Statistical Forensics

 Simpson’s Paradox

General Information

Simpson’s paradox, in statistics, was once called the ‘Yule-Simpson effect.’ This paradox is an effect that “when the marginal association between two categorical variables is qualitatively different from the partial association between the same two variables after controlling for one or more other variables” (Carlson, 2016). This paradox reminds researchers that statistical relationships are not always immutable, that this paradox is not just a phenomenon that occurs for only a small group of people, and that causal inferences, within non-experimental studies especially, can be dangerous. 

A classic example to understanding this paradox is through the patient and hospital example. Here, we can say that for less severe patients, the success rate in the better treatment hospital is much higher than the normal hospital. Similar results hold true for more severe patients. This seems true, those who go to a better hospital have higher success rates. However, if we did the reversal, it would show that the normal hospital showed better success rates, thus creating a simpson’s paradox. 

Simpson’s paradox could be avoided through many ways. For example, a combination of critical thinking and improved analytics, including reviews of frequency tables and correlations could remove this paradox (Berman, et al., 2012). In addition, “awareness of company, market, consumer and other general trends can enable the analyst to quickly focus in on and test relevant variables during the data-mining process.”

Here are resources on the phenomenon:

Appleton, D. R., French, J. M., Vanderpump, M. P. J. Ignoring a Covariate: An Example of Simpson’s Paradox. The American Statistician, Vol. 50, 1996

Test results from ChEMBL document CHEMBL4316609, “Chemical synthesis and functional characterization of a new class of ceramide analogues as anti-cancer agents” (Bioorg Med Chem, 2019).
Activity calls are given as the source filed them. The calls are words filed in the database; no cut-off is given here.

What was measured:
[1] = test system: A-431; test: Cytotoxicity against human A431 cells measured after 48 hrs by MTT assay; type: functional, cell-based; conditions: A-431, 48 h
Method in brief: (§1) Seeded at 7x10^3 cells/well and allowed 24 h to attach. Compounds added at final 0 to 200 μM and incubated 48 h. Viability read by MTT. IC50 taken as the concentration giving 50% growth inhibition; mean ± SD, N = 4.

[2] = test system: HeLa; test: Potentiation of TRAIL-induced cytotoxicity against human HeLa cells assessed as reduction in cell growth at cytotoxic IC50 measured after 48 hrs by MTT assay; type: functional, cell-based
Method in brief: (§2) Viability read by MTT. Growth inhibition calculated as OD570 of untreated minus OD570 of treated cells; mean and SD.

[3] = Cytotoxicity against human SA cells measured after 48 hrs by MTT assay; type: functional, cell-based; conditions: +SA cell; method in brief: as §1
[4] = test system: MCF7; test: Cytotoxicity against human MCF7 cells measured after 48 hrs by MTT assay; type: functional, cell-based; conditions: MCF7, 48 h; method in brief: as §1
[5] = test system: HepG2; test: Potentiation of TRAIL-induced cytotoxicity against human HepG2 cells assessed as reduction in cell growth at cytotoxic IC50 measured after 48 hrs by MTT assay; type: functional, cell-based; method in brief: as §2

Berman, S., DalleMule, L., Greene, M., & Lucker, J. (2012). Simpson’s Paradox: a cautionary tale in advanced analytics. Significance.

Bickel, P. J., Hammel, E.A., & O’Connell J. W. (1975). Sex Bias in Graduate Admissions: Data From Berkeley. Science. 187 (4175): 398–404.

Blythe, C. R. (1972). On Simpson’s Paradox and the Sure-Thing Principle. Journal of the American Statistical Association, 67 (338): 364–366.

Carlson, B. W. (2016). Simpson’s paradox. Encyclopedia Britannica, inc.

Freitas, A. A. (2020). Investigating the role of Simpson’s paradox in the analysis of top-ranked features in high-dimensional bioinformatics datasets. Briefings in Bioinformatics, 21(2), 421–428. 

Gardner, M. (1976). MATHEMATICAL GAMES: On the fabric of inductive logic, and some probability paradoxes. Scientific American. 234 (3): 119.

Liddell, M. (2016). How statistics can be misleading. TEDEd.

Hersbein, B. (2015). When average isn’t good enough: Simpson’s Paradox in education and earnings. Brookings.

Pearl, J. (2011). Simpson’s Paradox: An Anatomy. eScholarship, University of California. 

Pearl, J. (2014). Comment: understanding simpson’s paradox. The American Statistician, 68(1), 8-13.

Qian, S. S., Stow, C. A., Nojavan A., F., Stachelek, J., Cha, Y., Alameddine, I., & Soranno, P. (2019). The implications of Simpson’s paradox for cross-scale inference among lakes. Water Research, 163

Reintjes, R., de Boer, A., van Pelt, W., & Mintjes-de Groot, J. (2000). Simpson’s Paradox: An Example from Hospital Epidemiology. Epidemiology, 11(1), 81.

Rücker, G., & Schumacher, M. (2008). Simpson’s paradox visualized: The example of the Rosiglitazone meta-analysis. BMC Medical Research Methodology, 8, 1–8.

Simpson, E. H. (1951). The Interpretation of Interaction in Contingency Tables. Journal of the Royal Statistical Society, Series B. 13: 238–241

singingbanana (2010). Maths: Simpson’s Paradox. YouTube.

Wang, B., Wu, P., Kwan, B., Tu, X., & Feng, C. (2018). Simpson’s Paradox: Examples. Shanghai Archives of Psychiatry, 2, 139.

What is Simpson’s Paradox?. (2013). Statistics How To.

Woo, E. (2019). Pearls: Simpson’s Paradox-Understanding Numbers That Don’t Seem to Make Sense. Clinical Orthopaedics & Related Research, 477, 2427-2428.